Taco John’s has launched a line of customizable burritos and bowls with an eye on fast-casual competitors, the quick-service chain said Monday.
For the first time, Taco John’s guests can build their own Santa Fe Burrito or Bowl with new proteins and three new salsa options, among other toppings. The format is similar to Chipotle Mexican Grill and other fast-casual Mexican chains that let guests customize their meals.
"This is definitely a nod to fast casual, and it’s brand new for us," said Renée Middleton, vice president of marketing for Cheyenne, Wyo.-based Taco John’s International Inc.
Taco John’s offers the Santa Fe line in restaurants and at its drive thru.
"Our research shows customers, especially Millennials, are looking for control over the food they order. That’s exactly what they’ll find with Sante Fe Burritos and Bowls," Jeff Linville, who was hired as Taco John’s International’s chief executive in April, said in a statement. "At the same time, we’ve made it very simple."
New protein options in the Santa Fe platform include slow-cooked shredded beef and chile-lime-seasoned grilled chicken. The new salsas, which are made in-house, are a mild roasted corn, a medium smoky chipotle and a spicier chile de arbol. Other toppings include cilantro-lime rice, seasoned black beans, cheese and sour cream.
The 409-unit chain has long used its freshly made menu items, which are more typical among fast-casual players, to differentiate itself from quick-service competitor Taco Bell, said Middleton.
Guests can choose a regular size, similar to the chain’s standard burrito, or a large, which Middleton said is more like the overstuffed items found at fast-casual chains.
The Santa Fe items are also priced higher than Taco John’s other menu items. A regular Santa Fe burrito is priced at a recommended $4.49, and $5.99 for a large, compared with a range of $3.99 to $4.29 for its standard burritos.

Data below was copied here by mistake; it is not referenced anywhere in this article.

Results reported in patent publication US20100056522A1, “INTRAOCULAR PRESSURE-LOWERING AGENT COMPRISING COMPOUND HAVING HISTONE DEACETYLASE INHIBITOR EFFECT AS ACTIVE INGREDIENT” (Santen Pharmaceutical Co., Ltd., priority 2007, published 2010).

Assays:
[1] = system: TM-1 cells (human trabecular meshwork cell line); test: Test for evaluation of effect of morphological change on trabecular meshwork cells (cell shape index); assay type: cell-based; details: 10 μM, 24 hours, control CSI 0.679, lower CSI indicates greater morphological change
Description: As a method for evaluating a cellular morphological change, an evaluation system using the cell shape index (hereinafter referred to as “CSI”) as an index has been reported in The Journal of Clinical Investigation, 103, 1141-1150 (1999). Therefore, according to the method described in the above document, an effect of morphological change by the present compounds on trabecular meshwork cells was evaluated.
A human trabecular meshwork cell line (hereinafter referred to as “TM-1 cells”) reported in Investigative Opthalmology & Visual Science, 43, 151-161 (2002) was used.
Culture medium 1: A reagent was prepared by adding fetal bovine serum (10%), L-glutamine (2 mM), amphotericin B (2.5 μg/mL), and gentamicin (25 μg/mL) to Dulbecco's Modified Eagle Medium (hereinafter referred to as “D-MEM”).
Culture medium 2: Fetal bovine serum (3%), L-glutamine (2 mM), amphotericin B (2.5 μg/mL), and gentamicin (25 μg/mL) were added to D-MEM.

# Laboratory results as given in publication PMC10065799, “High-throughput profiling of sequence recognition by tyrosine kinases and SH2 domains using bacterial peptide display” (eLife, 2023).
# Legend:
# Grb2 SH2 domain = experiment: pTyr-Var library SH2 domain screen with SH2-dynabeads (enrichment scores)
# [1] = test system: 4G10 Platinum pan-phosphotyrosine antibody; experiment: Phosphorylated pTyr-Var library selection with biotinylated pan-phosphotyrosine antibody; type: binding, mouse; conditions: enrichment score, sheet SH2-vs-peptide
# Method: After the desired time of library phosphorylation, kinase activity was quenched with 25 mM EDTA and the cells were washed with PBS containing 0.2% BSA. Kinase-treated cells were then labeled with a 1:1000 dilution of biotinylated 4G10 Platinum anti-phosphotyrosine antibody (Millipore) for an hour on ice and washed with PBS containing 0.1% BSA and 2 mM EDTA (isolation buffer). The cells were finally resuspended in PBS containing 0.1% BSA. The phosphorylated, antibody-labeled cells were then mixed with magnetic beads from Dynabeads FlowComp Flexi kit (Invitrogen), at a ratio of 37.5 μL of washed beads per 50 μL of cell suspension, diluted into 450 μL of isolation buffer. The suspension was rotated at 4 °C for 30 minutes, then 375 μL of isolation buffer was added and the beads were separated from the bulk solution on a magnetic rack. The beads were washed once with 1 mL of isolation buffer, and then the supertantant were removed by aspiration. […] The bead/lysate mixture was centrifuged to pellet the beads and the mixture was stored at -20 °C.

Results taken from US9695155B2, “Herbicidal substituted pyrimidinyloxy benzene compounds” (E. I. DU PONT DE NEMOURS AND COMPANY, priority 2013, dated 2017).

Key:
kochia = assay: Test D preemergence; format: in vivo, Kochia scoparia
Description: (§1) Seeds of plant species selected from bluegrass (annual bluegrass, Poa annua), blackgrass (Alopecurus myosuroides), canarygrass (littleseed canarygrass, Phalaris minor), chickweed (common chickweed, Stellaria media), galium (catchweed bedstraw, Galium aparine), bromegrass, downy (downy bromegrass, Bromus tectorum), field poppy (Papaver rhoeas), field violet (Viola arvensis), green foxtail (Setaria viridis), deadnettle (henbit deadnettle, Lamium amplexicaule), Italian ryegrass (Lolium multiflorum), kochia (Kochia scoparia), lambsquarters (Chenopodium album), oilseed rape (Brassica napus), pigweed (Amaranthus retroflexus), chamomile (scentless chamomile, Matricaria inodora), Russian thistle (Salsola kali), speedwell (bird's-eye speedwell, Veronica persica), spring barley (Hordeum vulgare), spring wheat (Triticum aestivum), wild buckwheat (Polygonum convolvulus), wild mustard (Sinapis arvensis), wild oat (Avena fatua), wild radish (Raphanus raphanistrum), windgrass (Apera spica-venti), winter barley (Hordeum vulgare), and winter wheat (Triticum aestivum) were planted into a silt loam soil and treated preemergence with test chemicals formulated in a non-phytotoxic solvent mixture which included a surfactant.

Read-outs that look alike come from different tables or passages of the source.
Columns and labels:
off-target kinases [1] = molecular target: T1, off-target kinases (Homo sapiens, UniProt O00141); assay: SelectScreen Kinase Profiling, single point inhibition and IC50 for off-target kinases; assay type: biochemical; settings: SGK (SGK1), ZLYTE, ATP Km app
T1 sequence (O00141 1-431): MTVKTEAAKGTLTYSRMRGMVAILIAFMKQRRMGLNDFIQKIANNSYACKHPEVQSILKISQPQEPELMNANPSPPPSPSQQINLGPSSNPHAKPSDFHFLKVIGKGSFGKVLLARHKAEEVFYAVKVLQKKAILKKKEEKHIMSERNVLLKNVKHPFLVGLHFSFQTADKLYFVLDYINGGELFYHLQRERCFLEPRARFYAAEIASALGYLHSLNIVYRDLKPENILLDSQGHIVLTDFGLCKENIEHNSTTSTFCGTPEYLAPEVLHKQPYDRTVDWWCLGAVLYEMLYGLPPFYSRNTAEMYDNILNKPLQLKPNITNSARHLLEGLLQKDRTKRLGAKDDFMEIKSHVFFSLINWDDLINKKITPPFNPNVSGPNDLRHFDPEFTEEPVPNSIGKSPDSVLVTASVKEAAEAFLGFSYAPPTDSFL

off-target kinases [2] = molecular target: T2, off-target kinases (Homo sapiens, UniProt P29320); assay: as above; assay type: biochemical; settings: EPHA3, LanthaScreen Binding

Middleton said the Santa Fe options have proven very popular so far. In company-owned test units, the items represent about 8 percent of the sales mix. “When we soft rolled, it was kicking butt,” she said.
When Linville joined the company, he pledged to develop a strategic plan for unit growth, increasing same-store sales and enhancing margins. The new Santa Fe items offer a step in that direction, he said.
“We think Santa Fe Burritos and Bowls are a powerful addition to our menu as we work to grow the Taco John’s brand,” said Linville. “It offers something completely different to guests who’ve dined with us for years. And it will inspire others to try Taco John’s for the first time.”
The company has launched a digital word-of-mouth campaign offering a free Santa Fe burrito or bowl to anyone who emails $1-off coupons to three or more friends.
Those who don’t know how to customize their meal can watch Taco John’s quirky interactive video, posted on the chain’s website, in which guests make their selections with amusing consequences. The wrong selection between a burrito, bowl or Viking ship, for example, could result in a pillaging of lunch.